Dawn Of The Planet Of The Apes
Going in to see Dawn Of The Planet Of The Apes I had to struggle to remember what happened in the first film, Rise Of The Planet Of The Apes. Sure, I knew the basic storyline, and that it was an enjoyable film, but it wasn’t, obviously, an absolute stunner of a film. More of a firm foundation to build a reboot of Charlton Heston’s original.
Rise however was looking like a great film based on the trailers. Set a decade or so after the first film ends, with the simian virus spreading around the globe, killing most of humanity an plunging the world into a man made apocalypse.
Caesar, the star of the first film has set up a nice ape community in the hills overlooking San Francisco. He and his fellow apes have grown and evolved, teaching themselves to communicate and build a decent society. They’ve not seen humans for two winters and assume that they last of them have now perished.
That is until a small band of survivors from San Francisco, stumble on the Apes whilst trying to locate a dame, in hopes of getting power restored. This confrontation leads to one of the Apes being shot and the survivors being told to “Go!”
After this Malcolm and Caeser try and work together, to get the dam working again and to prevent the unavoidable Ape-human war. But antagonists on both sides mean that war is inevitable, and so it begins.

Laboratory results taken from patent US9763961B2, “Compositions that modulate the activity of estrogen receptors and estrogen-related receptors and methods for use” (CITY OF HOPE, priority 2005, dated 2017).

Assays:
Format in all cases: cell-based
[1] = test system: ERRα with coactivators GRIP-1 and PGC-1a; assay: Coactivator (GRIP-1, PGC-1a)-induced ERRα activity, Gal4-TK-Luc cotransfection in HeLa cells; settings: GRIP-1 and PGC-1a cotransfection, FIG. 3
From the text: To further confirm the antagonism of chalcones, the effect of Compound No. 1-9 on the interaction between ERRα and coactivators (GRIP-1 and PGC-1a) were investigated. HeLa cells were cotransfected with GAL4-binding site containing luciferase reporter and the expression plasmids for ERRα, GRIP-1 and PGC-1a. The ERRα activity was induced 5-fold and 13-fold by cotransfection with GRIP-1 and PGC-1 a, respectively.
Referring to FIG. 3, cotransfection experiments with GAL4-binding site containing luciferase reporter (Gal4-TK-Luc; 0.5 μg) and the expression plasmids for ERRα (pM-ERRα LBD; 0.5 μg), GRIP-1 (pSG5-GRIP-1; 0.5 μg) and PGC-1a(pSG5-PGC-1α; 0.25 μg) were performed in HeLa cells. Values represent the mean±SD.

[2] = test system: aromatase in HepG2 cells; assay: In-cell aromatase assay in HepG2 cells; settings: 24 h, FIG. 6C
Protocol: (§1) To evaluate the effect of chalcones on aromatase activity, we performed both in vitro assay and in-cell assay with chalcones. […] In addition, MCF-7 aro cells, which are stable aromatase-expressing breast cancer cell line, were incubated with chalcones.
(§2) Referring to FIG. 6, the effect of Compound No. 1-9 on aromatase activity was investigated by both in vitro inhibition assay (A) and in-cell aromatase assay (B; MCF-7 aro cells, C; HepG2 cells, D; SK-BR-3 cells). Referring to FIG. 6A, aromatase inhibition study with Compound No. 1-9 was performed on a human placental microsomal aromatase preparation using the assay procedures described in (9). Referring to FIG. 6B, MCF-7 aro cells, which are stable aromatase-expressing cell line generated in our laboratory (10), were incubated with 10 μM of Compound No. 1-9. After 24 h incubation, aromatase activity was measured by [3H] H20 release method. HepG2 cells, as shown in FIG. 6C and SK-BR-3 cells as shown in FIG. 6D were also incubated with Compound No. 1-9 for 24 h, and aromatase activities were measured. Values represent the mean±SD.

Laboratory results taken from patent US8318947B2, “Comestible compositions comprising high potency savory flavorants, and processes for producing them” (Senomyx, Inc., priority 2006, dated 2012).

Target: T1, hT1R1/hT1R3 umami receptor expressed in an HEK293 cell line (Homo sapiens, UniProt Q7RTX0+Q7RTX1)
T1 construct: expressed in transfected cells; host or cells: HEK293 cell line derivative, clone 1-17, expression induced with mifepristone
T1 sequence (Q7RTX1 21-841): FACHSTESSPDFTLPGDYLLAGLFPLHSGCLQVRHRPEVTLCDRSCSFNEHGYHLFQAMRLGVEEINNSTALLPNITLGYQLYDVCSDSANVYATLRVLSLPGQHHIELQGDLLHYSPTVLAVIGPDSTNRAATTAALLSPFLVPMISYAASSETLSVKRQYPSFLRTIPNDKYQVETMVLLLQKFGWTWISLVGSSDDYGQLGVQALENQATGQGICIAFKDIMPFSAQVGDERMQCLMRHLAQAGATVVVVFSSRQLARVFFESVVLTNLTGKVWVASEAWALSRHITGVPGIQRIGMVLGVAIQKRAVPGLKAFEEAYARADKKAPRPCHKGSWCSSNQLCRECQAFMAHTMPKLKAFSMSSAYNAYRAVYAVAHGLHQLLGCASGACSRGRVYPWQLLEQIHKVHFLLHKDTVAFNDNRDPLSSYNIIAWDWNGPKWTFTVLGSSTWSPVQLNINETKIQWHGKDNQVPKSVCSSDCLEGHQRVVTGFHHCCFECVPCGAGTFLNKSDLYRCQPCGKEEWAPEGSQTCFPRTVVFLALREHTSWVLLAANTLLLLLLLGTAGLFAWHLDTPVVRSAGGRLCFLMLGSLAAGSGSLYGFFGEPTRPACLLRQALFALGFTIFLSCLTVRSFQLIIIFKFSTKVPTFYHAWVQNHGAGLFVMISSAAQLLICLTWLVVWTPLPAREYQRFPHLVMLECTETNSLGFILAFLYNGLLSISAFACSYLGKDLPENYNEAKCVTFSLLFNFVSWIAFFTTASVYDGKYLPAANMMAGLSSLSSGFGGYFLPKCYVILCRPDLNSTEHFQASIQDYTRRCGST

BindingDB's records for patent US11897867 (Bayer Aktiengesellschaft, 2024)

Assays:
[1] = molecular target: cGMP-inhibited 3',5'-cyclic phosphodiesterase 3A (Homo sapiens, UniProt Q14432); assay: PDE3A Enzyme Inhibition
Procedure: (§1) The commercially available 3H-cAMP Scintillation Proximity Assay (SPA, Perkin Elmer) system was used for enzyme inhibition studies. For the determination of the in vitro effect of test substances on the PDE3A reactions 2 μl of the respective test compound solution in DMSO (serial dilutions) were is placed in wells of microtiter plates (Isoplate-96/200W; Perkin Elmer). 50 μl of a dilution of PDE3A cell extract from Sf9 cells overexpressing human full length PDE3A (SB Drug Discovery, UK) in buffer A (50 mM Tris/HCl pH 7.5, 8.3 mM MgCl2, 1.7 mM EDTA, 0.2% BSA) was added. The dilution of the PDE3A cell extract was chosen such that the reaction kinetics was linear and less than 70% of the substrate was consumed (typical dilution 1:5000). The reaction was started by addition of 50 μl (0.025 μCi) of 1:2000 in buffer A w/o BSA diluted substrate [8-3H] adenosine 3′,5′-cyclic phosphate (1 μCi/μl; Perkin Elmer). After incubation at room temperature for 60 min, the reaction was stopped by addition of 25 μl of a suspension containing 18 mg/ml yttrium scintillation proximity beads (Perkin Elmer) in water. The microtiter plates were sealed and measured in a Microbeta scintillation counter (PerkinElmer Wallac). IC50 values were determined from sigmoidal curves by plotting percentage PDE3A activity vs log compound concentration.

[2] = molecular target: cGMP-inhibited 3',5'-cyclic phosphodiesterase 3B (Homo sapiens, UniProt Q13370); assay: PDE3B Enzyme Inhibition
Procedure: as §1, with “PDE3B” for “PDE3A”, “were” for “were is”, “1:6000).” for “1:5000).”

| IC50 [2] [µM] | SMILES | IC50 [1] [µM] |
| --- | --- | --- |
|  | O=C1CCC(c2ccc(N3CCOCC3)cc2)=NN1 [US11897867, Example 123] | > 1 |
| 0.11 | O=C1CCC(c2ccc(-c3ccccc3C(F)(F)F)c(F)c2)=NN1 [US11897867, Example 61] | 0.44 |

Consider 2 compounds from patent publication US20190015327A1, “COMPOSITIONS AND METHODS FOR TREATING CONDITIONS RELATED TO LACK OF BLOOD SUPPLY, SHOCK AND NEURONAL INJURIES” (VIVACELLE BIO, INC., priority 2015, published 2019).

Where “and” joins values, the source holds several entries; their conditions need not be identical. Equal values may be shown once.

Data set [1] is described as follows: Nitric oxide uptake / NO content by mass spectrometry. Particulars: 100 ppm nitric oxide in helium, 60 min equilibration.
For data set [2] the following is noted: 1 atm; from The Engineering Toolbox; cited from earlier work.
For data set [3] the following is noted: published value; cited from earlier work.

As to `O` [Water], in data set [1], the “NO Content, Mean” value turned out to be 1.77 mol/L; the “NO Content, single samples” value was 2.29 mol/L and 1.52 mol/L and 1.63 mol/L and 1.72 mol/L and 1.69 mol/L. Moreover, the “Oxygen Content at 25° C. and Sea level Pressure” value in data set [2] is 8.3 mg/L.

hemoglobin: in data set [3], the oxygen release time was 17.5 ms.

The film is naturally Ape heavy, with most of the film being centered around the Apes, so it was essential for the film to succeed that Andy Serkis and his band of CGI Apes look and act realistically on screen. And they do.
To be honest, if I didn’t know that the who thing was CGI, I’d have spent most of the film wondering how the heck they managed to train the Apes to act so well.
Whilst the visuals are stunning, they alone would only make for some awesome eye candy, and eye candy alone does not make for 2 hours of solid entertainment.
Cue Matt Reeves, relative newcomer to the Directors seat, but having enough talent for JJ Abrams to take a punt with him on Cloverfield and then be given the reins to the American remake of Let The RIght One In. Matt takes all this eye candy and turns it into a devastating action flick that draws you in, then has you hanging on the edge of your seat, and occasionally hiding behind it.
It’s one of a rare breed of films that I would be perfectly happy to sit through several times during it’s cinema run.
Rating: M Violence and offensive language.
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